SINGAPORE, Sept 21 — It is “understandable” that concerns were raised over the recent reserved Presidential Election (PE), and the “encouraging” public debate showed that Singaporeans have an aspiration for race to matter less, Deputy Prime Minister Tharman Shanmugaratnam said yesterday.
However, this aspiration requires action, and cannot be achieved by simply reciting the national pledge or through an “incantation”, said Tharman, who was the first Cabinet Minister to address public disquiet over the PE, held last week.
The PE was won via a walkover by Halimah Yacob, who was the sole eligible candidate. At her swearing-in ceremony at the Istana last Thursday, Halimah noted the unhappiness some Singaporeans felt about the recent changes to the Elected Presidency scheme.
“Like them, I look forward to the day when we will no longer need to rely on the provision to have reserved elections, and Singaporeans naturally and regularly elect citizens of all races as Presidents,” she said.
Tharman, who was speaking at a dialogue after delivering the inaugural Nanyang Technological University Majulah Lecture, said he agreed with the President when responding to an audience member who questioned whether the reserved election undermined meritocracy, and entrenched the notion of race, and whether Singapore was “regressing as a society”.
Tharman said most Singaporeans, including himself, would have preferred an open contest.
However, he pointed out: “The reality of the matter not just in Singapore but anywhere else, including most mature democracies, is that everything else being equal, race, ethnicity and religion matter.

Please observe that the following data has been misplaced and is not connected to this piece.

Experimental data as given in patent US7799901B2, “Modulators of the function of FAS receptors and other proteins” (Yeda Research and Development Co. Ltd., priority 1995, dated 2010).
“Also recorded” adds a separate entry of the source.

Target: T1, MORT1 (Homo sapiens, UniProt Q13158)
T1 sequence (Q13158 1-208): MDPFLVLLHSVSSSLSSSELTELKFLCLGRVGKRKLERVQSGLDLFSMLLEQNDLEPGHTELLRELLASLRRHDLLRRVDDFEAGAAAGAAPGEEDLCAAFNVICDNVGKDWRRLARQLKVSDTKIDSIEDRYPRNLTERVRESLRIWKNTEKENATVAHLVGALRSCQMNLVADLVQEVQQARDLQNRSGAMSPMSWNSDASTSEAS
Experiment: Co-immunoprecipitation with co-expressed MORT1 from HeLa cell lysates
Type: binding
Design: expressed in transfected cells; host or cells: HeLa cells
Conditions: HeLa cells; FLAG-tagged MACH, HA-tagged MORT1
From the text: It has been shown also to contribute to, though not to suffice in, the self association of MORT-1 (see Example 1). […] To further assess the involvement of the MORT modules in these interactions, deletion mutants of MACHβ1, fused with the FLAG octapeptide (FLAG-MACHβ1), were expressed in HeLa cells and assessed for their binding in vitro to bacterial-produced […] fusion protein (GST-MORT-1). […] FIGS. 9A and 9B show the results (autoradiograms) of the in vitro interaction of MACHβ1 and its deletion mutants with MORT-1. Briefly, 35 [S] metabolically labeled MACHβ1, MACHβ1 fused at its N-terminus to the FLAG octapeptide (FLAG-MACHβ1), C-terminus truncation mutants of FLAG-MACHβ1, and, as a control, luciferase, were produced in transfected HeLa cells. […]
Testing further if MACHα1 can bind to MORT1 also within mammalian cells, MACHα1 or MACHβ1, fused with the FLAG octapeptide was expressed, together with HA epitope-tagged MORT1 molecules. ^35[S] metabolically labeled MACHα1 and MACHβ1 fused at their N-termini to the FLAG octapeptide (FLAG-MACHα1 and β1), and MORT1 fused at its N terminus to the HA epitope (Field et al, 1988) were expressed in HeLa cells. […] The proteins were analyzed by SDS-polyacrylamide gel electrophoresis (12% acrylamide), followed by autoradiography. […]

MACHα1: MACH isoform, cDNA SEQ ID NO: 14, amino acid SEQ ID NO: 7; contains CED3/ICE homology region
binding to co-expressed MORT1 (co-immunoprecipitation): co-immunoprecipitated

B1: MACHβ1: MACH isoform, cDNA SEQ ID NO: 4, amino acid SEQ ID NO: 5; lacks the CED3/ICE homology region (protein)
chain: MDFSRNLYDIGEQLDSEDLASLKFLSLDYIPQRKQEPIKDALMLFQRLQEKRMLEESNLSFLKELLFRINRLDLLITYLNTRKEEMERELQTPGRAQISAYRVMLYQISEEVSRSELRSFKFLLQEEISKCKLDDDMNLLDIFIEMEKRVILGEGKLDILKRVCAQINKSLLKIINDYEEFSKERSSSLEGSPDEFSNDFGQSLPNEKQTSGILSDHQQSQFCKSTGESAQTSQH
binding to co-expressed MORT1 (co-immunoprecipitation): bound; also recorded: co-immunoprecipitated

“You don’t need to be a sociologist to know that.
“It’s the reality.
“You need a way of ensuring that from time to time, we all see that in practice and applies to every part of the Pledge … It doesn’t happen naturally.
“It requires a conscious effort and never forget, that growing up as a minority is different from growing up as a majority...
“Never pretend that it’s the same.”
Former Senior Minister of State for Foreign Affairs Zainul Abidin Rasheed, who was among the audience, comprising university students and guests, also raised the topic of the reserved election when he asked Tharman to speak about his concerns with Singapore’s social cohesion.
In response, Tharman reiterated that social cohesion is a work in progress. Pointing out the divisiveness occurring in the region and the rest of the world, Tharman said: “We are not special people.
“We are a human society like any other, and the natural workings of society, you can just let it go with the market, it can very easily lead to divisions deepening. So we have to avoid it.”
Tharman also responded to a question on Government control of the media, and whether he agreed with the People’s Action Party’s (PAP) practice of “gutter politics” during the Bukit Batok by-election last year.
The phrase was used by Singapore Democratic Party chief Chee Soon Juan who lost the by-election to the PAP’s Murali Pillai. Dr Chee had criticised the PAP for launching personal attacks against him during the hustings.
Thanking the audience member for “being willing” to ask the question, Tharman said he did not agree “with every tactic by every one of my colleagues”, adding that nevertheless, the PAP continues to be defined by its insistence on “character, honesty and being true to Singaporeans”.
He acknowledged that the ruling party has fallen short of its standards at times, and when this happens, action is taken against individuals who have let the party down.
Speaking from personal experience as a former civil society activist, Tharman noted several times that Singapore is a vastly “more open and liberal place” compared to what it used to be. The sense of fear and constraint “is far less now”, he added.
“It is a vastly more open society now than it used to be. Vastly more open politically and people don’t have to be frightened,” said Tharman.
He also reiterated that Singaporeans are in the position to judge the PAP, and will do so in the next General Election, which is due to take place by April 2021.
“I don’t think Singaporeans are fools. I don’t think they’re fools at all. And even when they read the mainstream media, they don’t read it blindly.” — TODAY